An interesting human study using high dosages of agmatine sulfate (2.67g – over 5x more than what’s in a scoop of Nitramine) showed that agmatine provided mildly analgesic properties, and it was noted after only 14 days.[20]

    The research was done on subjects with inflammatory and neuropathic pain from lumbar spine issues.

    What’s more interesting is that the benefits remained two months after the subjects stopped taking agmatine.

    It’s been postulated that agmatine might be synergistic with other painkillers (prescription stuff that we won’t mention here).  Needless to say, there is definitely more research required on this one, but most users on this site aren’t here for these reasons.

  • Mood improvement

    Some patients with various mood disorders have issues with their agmatine levels.  The issue is that some patients have too much in their serum[21], but they are sometimes also breaking down too much.[22]

    Agmatine supplementation can possibly counter some minor issues, however.  Mood-enhancing effects have been found in mammals when supplementing with agmatine[23], and at extremely reasonable levels: the human equivalent of 220-435mg for a 150lb male – less than the amount in a scoop of Nitramine!

    What’s interesting is that the study above was done using a “tail suspension test”.  Researchers hang the mice from its tail for 6 minutes, and determine how long it’s willing to fight before it gives up, or goes immobile.  With agmatine, they take longer to give up.

    What’s the significance here?  It’s that when taking agmatine, the rats effectively performed more sets before giving up on their bleak situation.  To the degree of antidepressant drugs that we can’t mention here!

    So if you’re not “feeling it” lately, grab some Nitramine and dig in.  Between all of the focus factors, stimulants, and the boost of confidence from agmatine, you’ll be on your feet and fighting for more reps in no time at all.

    The study concludes that the mechanism is most likely via the aforementioned NMDA receptors and alpha-2 adrenoreceptors.  Unfortunately, they discovered this due to yohimbine and L-arginine stopping these mood improvements of agmatine.[23]

    As always, if you any form of mood disorder, you should seek medical attention immediately and do not attempt to self-medicate.  Not all mood/personality issues are agmatine-related.

What is the preferred dosage?

Agmatine

There’s 500mg in every scoop of Nitramine. Grab a free sample below or click the image for the best deal.

This varies from user to user.  500mg-1000mg (which is what you get in one to two scoops of Nitramine) is the standard pre-workout dosage.  Anecdotally, some believe that even higher dosages should be used, but getting too high of doses makes the pumps counterproductive – things become too stiff and uncomfortable!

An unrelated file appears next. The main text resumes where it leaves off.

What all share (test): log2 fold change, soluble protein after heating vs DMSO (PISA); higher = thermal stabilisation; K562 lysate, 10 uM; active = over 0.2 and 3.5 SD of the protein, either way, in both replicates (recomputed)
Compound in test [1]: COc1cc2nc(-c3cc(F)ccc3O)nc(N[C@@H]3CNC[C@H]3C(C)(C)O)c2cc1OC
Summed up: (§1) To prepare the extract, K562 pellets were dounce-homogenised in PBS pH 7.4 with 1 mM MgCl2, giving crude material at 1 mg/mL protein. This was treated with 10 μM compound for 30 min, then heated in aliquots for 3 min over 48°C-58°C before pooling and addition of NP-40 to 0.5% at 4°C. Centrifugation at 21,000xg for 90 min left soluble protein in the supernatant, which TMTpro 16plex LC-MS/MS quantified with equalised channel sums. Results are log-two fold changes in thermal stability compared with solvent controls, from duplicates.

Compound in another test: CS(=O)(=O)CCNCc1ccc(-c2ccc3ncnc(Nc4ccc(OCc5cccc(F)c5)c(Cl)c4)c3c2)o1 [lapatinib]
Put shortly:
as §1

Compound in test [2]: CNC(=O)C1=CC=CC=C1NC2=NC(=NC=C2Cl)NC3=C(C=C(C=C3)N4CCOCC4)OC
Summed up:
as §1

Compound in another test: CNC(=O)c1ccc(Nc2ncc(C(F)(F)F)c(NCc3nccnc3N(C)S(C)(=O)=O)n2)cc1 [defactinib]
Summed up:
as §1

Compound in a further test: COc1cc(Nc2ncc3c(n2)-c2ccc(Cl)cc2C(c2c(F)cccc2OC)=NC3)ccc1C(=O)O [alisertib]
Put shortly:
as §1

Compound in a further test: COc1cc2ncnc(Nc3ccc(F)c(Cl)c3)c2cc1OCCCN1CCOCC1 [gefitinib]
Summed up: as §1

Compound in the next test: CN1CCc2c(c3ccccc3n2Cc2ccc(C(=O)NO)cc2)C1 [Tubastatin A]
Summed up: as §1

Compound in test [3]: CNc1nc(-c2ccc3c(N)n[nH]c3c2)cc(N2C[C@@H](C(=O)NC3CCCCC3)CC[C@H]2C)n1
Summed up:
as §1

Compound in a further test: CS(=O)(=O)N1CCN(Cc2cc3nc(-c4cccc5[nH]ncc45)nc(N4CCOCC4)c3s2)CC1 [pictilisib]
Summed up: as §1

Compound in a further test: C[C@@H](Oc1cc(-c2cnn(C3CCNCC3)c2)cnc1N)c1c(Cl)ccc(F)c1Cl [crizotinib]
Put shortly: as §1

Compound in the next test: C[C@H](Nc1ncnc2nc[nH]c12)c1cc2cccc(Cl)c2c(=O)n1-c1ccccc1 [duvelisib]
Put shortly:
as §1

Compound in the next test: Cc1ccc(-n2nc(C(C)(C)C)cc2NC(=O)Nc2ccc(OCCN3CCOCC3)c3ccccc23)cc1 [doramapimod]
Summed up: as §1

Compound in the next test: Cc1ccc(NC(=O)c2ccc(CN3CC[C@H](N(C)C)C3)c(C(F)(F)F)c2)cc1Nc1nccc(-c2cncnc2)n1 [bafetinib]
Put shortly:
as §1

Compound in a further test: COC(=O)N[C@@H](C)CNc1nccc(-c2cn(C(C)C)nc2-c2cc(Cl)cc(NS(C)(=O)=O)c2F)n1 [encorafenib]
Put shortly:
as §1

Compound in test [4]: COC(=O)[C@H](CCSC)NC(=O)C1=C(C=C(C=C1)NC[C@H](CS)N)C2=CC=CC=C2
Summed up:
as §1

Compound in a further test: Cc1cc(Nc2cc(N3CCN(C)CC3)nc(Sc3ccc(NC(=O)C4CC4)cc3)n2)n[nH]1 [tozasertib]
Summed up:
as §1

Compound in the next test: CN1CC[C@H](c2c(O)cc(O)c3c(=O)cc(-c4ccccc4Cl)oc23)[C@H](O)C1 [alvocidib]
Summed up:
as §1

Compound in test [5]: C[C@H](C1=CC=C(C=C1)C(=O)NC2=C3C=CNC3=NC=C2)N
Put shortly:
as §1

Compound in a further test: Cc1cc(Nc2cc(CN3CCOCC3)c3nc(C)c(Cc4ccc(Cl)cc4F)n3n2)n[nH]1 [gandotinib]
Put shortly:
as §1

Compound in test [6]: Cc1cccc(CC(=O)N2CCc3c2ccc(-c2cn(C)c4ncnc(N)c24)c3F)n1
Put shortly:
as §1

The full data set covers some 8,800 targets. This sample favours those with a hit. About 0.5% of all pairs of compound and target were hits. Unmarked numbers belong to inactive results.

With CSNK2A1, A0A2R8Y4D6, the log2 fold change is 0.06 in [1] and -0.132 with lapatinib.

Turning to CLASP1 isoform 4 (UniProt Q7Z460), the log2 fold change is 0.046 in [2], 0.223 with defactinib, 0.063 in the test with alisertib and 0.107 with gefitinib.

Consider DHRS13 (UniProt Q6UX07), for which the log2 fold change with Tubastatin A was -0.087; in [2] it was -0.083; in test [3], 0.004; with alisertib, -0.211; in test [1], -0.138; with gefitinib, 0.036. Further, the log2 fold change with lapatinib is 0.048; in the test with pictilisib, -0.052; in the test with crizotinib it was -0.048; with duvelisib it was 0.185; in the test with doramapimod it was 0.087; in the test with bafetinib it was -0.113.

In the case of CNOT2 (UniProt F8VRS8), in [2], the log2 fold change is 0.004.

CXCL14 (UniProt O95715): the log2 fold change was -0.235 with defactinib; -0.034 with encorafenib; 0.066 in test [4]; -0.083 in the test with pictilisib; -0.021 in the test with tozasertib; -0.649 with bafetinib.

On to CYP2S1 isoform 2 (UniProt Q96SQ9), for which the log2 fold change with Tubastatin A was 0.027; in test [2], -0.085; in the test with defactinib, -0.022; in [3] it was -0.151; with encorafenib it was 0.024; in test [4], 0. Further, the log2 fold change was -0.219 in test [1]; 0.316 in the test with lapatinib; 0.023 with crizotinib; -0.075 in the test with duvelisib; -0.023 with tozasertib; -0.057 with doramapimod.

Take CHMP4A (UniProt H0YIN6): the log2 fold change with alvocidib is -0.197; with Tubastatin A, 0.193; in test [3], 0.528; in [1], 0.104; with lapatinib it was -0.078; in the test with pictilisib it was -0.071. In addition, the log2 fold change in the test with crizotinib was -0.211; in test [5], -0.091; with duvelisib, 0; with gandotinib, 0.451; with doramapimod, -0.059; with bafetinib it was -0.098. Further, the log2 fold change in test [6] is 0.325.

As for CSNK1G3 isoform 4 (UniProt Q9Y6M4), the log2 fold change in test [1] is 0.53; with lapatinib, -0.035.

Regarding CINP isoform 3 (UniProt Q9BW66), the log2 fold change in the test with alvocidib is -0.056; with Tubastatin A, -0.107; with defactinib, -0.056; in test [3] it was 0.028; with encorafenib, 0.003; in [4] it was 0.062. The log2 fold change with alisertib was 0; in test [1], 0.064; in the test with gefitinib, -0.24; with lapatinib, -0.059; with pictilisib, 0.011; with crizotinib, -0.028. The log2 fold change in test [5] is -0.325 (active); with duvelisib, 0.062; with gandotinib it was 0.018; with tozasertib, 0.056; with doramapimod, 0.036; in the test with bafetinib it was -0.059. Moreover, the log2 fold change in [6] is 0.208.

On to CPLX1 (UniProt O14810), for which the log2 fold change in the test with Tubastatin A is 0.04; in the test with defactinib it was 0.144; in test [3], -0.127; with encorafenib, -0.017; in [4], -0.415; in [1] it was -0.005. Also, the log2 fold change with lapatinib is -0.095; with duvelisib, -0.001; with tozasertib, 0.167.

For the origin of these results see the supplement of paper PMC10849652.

Meanwhile, the painkiller study referenced above used over 2.5g of agmatine sulfate per day, but that’s not our goal here.

Nitramine is a focus and performance-based pre workout – huge pumps are not its primary selling point.  With that said, the pumps from the product are incredible, and they’re likely boosted by the large dosage of betaine, which is most notably a power boosting amino acid.

Since the product is geared towards both athletes, weight loss dieters, and bodybuilders, 500mg per scoop is a good start.  You can always add more in bulk if you so desire, but you really shouldn’t need too much more.

Are there any side effects of agmatine?

When digging through all the research, there are no known side effects at the reasonable dosages mentioned above.

The largest human study to assess this was the lumbar spine painkiller research, where participants took between 1.335g to 2.67g to 3.56g per day (the doses were divided throughout the day).  At the 3.56g/day level, gastrointestinal distress was recorded, but it eventually went away.[20]

This leads us to believe that somewhere around 2.5g per day is the maximum “safe” spot.

In animal studies, lethal doses have been discovered in mice, rats, and rabbits, and they’re quite high:  300mg/kg in mice, 980mg/kg in rats, and 3200mg/kg in rabbits.  This converts to literally pounds and pounds of it per day for humans, and is of course highly unrecommended.[24]

Where to buy bulk agmatine

You can get 500mg in each scoop of Nitramine, and free samples are offered below.  If you are interested in supplementing additional amounts, you can compare products and prices on PricePlow’s agmatine page.

Ultimately, this compound is beyond impressive for a number of reasons, and there’s a reason why it’s in so many pre workout supplements.  Why the rest of the world hasn’t figured it out, however, is a different question.